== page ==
Marginalised Workers: Marginalisation occurs when certain people, or, in a workplace setting, employees are treated as invisible, and their talents are unwelcome and excluded. Examples of marginalised populations include groups excluded due to:

  • Race;
  • Gender identity;
  • Sexual orientation;
  • Age;
  • Physical ability;
  • Language and;
  • Immigration status.

It is important to conscientiously create opportunities for individuals from marginalised populations. Considering alternative hiring pathways could benefit your organisation in multiple ways including;

  • Meeting the skills and competency levels necessary for the future of work;
  • Access to previously untapped talent to meet evolving workforce needs;
  • Enhanced performance and;
  • Attracting and retaining top talent.

Actively engaging marginalised populations will allow for a more engaging, diverse and resilient organisation, helping to not only improve outcomes for these individuals but for the organisation as well.

Hiring for Attitude: While talented employees may possess the ability to pick up new skills with ease, it doesn’t follow that they will always make the effort. Individuals possessing a less natural talent, but who have the willingness to work hard, can acquire skills through their sheer effort and determinations. The difference between those two candidates is the attitude.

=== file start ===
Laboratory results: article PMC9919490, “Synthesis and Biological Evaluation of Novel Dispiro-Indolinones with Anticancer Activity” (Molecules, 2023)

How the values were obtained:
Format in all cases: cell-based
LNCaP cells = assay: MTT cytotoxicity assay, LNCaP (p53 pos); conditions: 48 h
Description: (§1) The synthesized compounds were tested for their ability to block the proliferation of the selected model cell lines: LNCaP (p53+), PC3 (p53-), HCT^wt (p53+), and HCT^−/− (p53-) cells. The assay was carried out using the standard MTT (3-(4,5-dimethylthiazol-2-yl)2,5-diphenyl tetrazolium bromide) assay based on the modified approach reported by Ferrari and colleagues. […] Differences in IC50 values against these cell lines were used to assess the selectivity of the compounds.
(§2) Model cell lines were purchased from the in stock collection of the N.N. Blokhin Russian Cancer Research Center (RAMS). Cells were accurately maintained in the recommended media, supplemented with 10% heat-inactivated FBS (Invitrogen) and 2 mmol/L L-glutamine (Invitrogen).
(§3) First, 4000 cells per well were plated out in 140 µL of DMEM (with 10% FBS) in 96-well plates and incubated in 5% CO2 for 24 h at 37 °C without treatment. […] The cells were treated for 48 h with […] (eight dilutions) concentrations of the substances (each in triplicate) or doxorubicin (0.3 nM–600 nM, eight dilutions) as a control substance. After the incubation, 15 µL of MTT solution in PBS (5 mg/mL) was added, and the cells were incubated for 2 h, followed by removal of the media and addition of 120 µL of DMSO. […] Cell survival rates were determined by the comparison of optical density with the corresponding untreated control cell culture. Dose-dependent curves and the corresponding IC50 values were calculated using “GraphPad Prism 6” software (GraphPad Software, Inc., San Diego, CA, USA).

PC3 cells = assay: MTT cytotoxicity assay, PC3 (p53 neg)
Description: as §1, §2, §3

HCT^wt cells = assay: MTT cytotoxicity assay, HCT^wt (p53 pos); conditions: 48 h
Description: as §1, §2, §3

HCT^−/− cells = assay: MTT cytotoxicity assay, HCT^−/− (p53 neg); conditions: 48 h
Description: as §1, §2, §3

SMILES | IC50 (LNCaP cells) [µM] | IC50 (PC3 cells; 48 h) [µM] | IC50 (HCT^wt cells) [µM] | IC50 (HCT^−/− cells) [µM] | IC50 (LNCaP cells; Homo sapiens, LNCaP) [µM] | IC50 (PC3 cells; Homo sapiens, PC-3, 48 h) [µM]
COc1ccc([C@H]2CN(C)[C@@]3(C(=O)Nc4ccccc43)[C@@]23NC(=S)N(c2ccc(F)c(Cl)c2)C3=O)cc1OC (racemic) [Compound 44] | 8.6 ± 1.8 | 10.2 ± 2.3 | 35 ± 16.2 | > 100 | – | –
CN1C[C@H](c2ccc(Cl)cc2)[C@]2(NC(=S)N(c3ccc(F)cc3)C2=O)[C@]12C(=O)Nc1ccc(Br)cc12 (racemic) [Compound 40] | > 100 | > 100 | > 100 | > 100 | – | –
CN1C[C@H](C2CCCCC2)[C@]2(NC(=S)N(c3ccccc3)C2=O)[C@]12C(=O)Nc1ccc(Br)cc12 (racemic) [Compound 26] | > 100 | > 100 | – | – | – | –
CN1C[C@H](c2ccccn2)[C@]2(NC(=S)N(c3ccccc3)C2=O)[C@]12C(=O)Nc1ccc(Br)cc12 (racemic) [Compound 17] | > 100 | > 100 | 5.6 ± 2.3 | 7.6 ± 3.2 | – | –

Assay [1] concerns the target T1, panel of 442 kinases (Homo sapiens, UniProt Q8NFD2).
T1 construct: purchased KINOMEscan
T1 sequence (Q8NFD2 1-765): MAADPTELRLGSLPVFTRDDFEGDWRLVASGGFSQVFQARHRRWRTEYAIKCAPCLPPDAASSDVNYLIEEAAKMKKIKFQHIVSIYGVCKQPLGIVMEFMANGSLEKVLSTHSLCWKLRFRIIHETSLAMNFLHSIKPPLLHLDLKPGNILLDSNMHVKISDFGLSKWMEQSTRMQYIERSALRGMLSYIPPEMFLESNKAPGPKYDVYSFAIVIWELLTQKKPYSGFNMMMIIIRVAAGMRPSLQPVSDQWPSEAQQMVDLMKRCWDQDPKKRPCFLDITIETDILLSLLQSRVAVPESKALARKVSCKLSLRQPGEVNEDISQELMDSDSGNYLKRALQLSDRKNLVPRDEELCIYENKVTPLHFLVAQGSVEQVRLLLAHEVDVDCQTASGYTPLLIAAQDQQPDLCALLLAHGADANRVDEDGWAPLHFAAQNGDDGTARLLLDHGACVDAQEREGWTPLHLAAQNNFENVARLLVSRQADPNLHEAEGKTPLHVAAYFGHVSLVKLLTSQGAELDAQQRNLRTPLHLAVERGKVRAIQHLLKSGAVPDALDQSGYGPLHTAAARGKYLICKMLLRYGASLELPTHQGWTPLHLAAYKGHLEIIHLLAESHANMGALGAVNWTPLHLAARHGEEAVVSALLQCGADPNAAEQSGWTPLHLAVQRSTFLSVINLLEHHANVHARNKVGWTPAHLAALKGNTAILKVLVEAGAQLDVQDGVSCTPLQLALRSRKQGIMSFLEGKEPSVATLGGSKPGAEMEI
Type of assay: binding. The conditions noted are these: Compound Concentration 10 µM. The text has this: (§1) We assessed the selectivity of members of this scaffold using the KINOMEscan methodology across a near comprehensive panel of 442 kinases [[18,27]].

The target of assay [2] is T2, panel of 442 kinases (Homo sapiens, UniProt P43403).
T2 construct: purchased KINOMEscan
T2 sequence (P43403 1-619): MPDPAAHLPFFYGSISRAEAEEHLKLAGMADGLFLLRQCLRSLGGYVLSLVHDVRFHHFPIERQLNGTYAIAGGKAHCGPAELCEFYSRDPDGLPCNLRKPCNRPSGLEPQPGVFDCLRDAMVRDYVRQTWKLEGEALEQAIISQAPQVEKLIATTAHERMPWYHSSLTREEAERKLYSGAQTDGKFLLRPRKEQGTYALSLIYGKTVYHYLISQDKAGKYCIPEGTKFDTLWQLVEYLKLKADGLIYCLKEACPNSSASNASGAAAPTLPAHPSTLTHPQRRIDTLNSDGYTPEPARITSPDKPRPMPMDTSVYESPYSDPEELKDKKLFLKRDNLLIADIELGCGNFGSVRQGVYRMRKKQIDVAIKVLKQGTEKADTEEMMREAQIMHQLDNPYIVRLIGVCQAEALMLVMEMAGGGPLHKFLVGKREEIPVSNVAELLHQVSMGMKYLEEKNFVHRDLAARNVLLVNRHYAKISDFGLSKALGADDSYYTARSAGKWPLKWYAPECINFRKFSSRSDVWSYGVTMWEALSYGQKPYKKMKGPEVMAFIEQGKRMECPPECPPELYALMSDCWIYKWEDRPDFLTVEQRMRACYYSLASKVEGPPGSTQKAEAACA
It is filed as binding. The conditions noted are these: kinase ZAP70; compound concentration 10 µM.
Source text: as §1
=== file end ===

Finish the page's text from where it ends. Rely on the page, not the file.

Other Tricks for Improving Recruitment Processes

  • Pre-recruitment: Before starting the recruitment process, know the purpose of the role, and the types of skills and personal attributes needed in an ideal candidate. Then, clearly outline these points in the job ad and use them to devise interview questions that will enable you to determine each candidate’s suitability.
  • Company Values: Remembering your company values, adhering to them, and discussing them in the interview is another way to ensure you are hiring the right candidate that align with the company’s values. For example, at Edwards HR, one of our values it that we ‘deliver on time, every time’, so we always ask candidates about this during our interviews.
  • Pay Transparency: Talking about pay or listing this info on an ad was historically considered bad form – but it could end the gender pay gap, help improve workplace culture and assist in removing unjustified, and potentially unlawful pay discrepancies. Consider greater visibility about wages and creating a new status quo around remuneration.
  • Working from Home: If you offer working from home in any form, be sure to include it in the ad – after all ‘working from home’ is searched more in job ads than any title or location! You can read about this in our ‘Is WFH an Entitlement’ update here.